Quantifying secondary structure changes in Calmodulin using 2D-IR spectroscopy

Lucy Minnes, Daniel J. Shaw, Benjamin P. Cossins, Paul M. Donaldson, Gregory M. Greetham, Michael Towrie, Anthony W. Parker, Matthew J. Baker, Alistair J. Henry, Richard J. Taylor, Neil T. Hunt

Research output: Contribution to journalArticlepeer-review

31 Citations (Scopus)
61 Downloads (Pure)


Revealing the details of biomolecular processes in solution needs tools that can monitor structural dynamics over a range of time and length scales. We assess the ability of 2D-IR spectroscopy in combination with multivariate data analysis to quantify changes in secondary structure of the multifunctional calcium-binding messenger protein Calmodulin (CaM) as a function of temperature and Ca2+ concentration. Our approach produced quantitative agreement with circular dichroism (CD) spectroscopy in detecting the domain melting transitions of Ca2+-free (apo) CaM (reduction in α-helix structure by 13% (CD) and 15% (2D)). 2D-IR also allows accurate differentiation between melting transitions and generic heating effects observed in the more thermally-stable Ca2+-bound (holo-) CaM. The functionally-relevant random-coil-α-helix transition associated with Ca2+ uptake that involves just 7-8 out of a total of 148 amino acid residues was clearly detected. Temperature-dependent Molecular Dynamics (MD) simulations show that apo-CaM exists in dynamic equilibrium with holo-like conformations while Ca2+ uptake reduces conformational flexibility. The ability to combine quantitative structural insight from 2D-IR with MD simulations thus offers a powerful approach for measuring subtle protein conformational changes in solution.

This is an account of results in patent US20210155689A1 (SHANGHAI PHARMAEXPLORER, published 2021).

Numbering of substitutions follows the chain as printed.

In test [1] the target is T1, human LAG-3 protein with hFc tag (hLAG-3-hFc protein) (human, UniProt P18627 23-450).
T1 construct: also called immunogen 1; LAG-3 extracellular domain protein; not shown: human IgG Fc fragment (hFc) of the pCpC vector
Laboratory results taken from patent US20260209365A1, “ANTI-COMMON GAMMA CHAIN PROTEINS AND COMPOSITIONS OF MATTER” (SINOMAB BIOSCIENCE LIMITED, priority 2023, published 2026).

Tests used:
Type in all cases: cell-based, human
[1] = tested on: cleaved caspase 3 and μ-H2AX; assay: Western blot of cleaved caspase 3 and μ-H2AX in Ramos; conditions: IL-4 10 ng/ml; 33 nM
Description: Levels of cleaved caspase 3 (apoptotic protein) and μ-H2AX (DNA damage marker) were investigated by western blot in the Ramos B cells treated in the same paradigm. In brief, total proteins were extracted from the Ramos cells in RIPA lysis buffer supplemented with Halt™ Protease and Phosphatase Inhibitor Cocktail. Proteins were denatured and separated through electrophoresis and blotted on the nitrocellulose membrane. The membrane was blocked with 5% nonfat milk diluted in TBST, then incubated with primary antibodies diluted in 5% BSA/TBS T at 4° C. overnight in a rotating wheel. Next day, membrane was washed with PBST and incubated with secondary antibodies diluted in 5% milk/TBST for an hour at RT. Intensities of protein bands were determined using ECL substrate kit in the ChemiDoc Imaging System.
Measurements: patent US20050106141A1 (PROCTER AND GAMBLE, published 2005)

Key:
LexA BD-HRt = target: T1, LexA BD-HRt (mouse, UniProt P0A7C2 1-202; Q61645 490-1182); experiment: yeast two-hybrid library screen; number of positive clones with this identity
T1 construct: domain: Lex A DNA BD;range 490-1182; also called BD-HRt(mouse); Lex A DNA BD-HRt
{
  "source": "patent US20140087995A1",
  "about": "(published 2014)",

Original languageEnglish
Pages (from-to)10898-10906
Number of pages9
JournalAnalytical Chemistry
Issue number20
Early online date18 Sept 2017
Publication statusPublished - 17 Oct 2017


  • spectroscopy
  • data analysis
  • structure
  • Calmodulin


Dive into the research topics of 'Quantifying secondary structure changes in Calmodulin using 2D-IR spectroscopy'. Together they form a unique fingerprint.

Cite this